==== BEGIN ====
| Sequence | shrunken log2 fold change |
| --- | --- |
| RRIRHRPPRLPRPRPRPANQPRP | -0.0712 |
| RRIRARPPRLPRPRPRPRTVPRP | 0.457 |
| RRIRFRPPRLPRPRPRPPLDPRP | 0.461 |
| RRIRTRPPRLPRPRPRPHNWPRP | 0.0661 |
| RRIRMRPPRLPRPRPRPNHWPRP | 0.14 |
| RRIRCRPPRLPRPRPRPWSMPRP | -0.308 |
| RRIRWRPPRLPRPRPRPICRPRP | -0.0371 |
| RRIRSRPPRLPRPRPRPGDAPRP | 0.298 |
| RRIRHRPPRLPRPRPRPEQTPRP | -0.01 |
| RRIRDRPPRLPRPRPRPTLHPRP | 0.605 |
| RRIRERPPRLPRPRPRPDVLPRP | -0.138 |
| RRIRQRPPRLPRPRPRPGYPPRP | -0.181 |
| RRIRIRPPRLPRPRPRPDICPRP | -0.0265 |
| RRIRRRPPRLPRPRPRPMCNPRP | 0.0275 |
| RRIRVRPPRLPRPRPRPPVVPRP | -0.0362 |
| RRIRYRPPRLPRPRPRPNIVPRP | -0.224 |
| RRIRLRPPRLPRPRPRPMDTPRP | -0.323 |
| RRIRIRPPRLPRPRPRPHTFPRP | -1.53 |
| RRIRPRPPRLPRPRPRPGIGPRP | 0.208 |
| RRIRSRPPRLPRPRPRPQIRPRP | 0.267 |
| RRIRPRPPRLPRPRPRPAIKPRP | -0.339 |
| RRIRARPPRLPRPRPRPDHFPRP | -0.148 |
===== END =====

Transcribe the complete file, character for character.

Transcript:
| Sequence | shrunken log2 fold change |
| --- | --- |
| RRIRHRPPRLPRPRPRPANQPRP | -0.0712 |
| RRIRARPPRLPRPRPRPRTVPRP | 0.457 |
| RRIRFRPPRLPRPRPRPPLDPRP | 0.461 |
| RRIRTRPPRLPRPRPRPHNWPRP | 0.0661 |
| RRIRMRPPRLPRPRPRPNHWPRP | 0.14 |
| RRIRCRPPRLPRPRPRPWSMPRP | -0.308 |
| RRIRWRPPRLPRPRPRPICRPRP | -0.0371 |
| RRIRSRPPRLPRPRPRPGDAPRP | 0.298 |
| RRIRHRPPRLPRPRPRPEQTPRP | -0.01 |
| RRIRDRPPRLPRPRPRPTLHPRP | 0.605 |
| RRIRERPPRLPRPRPRPDVLPRP | -0.138 |
| RRIRQRPPRLPRPRPRPGYPPRP | -0.181 |
| RRIRIRPPRLPRPRPRPDICPRP | -0.0265 |
| RRIRRRPPRLPRPRPRPMCNPRP | 0.0275 |
| RRIRVRPPRLPRPRPRPPVVPRP | -0.0362 |
| RRIRYRPPRLPRPRPRPNIVPRP | -0.224 |
| RRIRLRPPRLPRPRPRPMDTPRP | -0.323 |
| RRIRIRPPRLPRPRPRPHTFPRP | -1.53 |
| RRIRPRPPRLPRPRPRPGIGPRP | 0.208 |
| RRIRSRPPRLPRPRPRPQIRPRP | 0.267 |
| RRIRPRPPRLPRPRPRPAIKPRP | -0.339 |
| RRIRARPPRLPRPRPRPDHFPRP | -0.148 |